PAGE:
The 24-hour vacation

Whether you’re looking for a quick escape or a walk on the wild side, see what a difference a day makes

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What can you do with 24 hours? You’d be surprised. Whether you’re overdue for a break or just need a boost, an overnight holiday can be the answer.

Imagine it: an entire day and night to do whatever you please. Short breaks are on the rise, and for good reason—trying to pack it all into two weeks a year just doesn’t cut it. You can’t cram relaxation, just as you can’t brush your teeth for eight hours straight to make up for a week without a toothbrush. Weaving rest into the fabric of our existence helps us stay healthy and vital. And, according to Nora Spinks, a Toronto work/life balance consultant, many women need to “pause and rejuvenate so that they can continue giving at the pace that they’re currently giving.” She says it’s like safety instructions for airline passengers—you have to put on your own oxygen mask before you can help others around you.
And so we have dreamt up the following 24-hour escapes, yours for the taking.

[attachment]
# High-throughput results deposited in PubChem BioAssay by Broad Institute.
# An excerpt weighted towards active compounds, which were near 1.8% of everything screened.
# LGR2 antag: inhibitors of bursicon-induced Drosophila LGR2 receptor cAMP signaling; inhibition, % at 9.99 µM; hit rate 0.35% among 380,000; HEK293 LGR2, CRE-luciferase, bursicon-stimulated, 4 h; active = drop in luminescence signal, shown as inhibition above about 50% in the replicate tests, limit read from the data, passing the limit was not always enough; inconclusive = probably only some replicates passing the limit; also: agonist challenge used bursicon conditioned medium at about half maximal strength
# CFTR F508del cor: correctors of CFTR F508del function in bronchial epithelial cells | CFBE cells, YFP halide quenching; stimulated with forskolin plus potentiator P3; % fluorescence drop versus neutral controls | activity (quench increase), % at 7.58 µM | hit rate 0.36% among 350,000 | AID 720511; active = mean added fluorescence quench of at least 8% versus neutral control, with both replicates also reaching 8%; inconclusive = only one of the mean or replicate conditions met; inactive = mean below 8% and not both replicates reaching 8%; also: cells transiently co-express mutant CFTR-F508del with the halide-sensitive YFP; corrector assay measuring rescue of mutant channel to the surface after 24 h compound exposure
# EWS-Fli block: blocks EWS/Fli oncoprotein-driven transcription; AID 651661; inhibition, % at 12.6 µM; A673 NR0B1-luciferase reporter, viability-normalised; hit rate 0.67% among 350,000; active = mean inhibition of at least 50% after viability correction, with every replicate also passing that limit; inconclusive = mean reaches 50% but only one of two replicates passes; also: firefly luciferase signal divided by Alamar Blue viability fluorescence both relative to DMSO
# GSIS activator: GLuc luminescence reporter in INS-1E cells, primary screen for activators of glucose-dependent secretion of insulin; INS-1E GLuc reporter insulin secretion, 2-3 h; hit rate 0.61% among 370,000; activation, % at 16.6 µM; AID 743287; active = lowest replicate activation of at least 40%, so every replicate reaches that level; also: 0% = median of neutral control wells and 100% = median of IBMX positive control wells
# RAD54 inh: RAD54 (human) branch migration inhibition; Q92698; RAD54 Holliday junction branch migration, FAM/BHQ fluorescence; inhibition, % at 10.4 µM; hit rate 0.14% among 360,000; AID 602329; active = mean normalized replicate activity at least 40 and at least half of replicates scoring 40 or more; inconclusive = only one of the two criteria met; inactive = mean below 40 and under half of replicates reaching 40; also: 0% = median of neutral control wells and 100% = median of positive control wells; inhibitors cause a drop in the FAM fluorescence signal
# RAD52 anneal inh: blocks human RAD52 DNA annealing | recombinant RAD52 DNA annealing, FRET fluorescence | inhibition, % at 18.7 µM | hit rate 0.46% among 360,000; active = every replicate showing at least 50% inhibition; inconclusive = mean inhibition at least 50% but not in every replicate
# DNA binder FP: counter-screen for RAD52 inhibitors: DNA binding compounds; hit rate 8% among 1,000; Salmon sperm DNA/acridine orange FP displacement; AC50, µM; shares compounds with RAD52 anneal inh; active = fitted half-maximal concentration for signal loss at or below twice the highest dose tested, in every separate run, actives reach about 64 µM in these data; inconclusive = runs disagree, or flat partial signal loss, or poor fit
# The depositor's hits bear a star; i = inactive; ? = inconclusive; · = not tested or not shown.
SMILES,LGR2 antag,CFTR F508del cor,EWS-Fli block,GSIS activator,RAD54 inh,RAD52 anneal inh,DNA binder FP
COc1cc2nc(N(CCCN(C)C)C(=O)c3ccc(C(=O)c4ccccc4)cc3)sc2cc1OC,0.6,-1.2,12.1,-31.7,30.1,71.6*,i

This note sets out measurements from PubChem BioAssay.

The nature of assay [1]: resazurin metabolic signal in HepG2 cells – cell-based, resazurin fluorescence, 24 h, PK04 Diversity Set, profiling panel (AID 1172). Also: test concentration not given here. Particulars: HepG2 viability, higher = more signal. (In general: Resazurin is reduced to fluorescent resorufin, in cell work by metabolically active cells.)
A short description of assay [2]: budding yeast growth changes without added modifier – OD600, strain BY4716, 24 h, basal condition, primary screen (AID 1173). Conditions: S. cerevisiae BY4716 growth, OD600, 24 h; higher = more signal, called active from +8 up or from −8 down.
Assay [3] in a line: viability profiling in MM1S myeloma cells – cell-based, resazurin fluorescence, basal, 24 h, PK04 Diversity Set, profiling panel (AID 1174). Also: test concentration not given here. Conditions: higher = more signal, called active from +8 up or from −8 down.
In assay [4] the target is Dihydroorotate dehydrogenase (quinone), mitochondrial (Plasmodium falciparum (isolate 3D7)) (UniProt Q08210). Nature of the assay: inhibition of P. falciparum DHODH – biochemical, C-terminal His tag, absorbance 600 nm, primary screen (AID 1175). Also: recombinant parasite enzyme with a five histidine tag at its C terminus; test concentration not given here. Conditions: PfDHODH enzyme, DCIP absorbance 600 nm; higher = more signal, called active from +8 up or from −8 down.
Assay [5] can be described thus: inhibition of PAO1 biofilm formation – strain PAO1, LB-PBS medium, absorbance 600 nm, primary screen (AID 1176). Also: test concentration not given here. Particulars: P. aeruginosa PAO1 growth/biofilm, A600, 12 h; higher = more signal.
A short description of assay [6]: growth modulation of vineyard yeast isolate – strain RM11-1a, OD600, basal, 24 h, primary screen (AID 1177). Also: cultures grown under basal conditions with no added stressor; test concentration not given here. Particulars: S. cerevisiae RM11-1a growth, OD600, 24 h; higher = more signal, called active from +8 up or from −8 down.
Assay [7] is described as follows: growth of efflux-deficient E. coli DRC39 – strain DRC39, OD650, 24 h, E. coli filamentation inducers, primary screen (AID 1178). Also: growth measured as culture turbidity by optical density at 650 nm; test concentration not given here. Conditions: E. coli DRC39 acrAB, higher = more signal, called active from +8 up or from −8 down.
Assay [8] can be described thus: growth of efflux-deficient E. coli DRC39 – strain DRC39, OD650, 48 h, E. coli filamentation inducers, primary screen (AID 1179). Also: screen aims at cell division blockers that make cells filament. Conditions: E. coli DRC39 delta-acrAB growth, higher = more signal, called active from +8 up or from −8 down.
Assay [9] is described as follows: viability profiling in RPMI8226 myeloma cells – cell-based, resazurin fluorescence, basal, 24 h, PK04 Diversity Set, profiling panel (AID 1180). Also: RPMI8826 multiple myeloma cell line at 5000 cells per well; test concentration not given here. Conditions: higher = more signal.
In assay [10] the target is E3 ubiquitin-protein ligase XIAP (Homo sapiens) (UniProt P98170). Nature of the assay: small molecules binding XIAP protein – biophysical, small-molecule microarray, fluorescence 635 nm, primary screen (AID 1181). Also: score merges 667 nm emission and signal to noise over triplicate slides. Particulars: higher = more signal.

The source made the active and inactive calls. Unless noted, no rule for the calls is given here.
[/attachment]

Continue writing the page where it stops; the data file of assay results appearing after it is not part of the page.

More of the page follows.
The relaxer
The indulger
The adventurer

The relaxer

Breathing lessons
For just 24 hours, bring the frantic pace to a halt: no radio, TV, computer or telephones. “Catch your breath,” says Spinks. The first hour can be challenging, she says, “because the mind is rushing and rushing.” Spinks suggests unwinding by writing lists—”done,” “I’m grateful for” or personal achievement lists, not the to-do kind. And since the point is to treat yourself, consider booking a massage (covered by many health plans) or even pooling resources with a couple of friends and hiring a yoga teacher for some in-home instruction. The benefits are sure to extend beyond the lesson.

Film fest
Rent a series of movies you’ve always wanted to watch and view them all in one sitting: take the journey to Mount Doom with the halflings in Lord of the Rings or make it a Bergman or Hitchcock retrospective, watching three or four in a row. Don’t worry about what’s happening outside your door—except when the pizza guy rings the bell. For Cathrine Qua it was all about Scorsese, a favourite director of her husband’s. The pair watched Good-fellas, Bringing Out the Dead and Gangs of New York back to back, ignoring the phone and household chores in favour of in-depth conversations on the nature of directing. “It opened up a whole area of discussion that we wouldn’t normally have,” she says. “Usually we talk about work and groceries…we don’t get a chance to talk about art and life that way.”

One of the girls
Need a dose of friendship, love and laughter? Take your 24 hours to catch up with girlfriends at someone’s house or a cottage. Chat till late, eat junk food, sleep in. “What I crave is a complete break from the routine of cooking, bedtime and so on,” says Lisa Stuart, stay-at-home mom to Samantha, 7, and Edward, 5. While Stuart’s overnights are packed with shopping, exercise and good food, she says that the real attraction is intense connection with other women for 24 hours—no outside responsibilities allowed.

Book it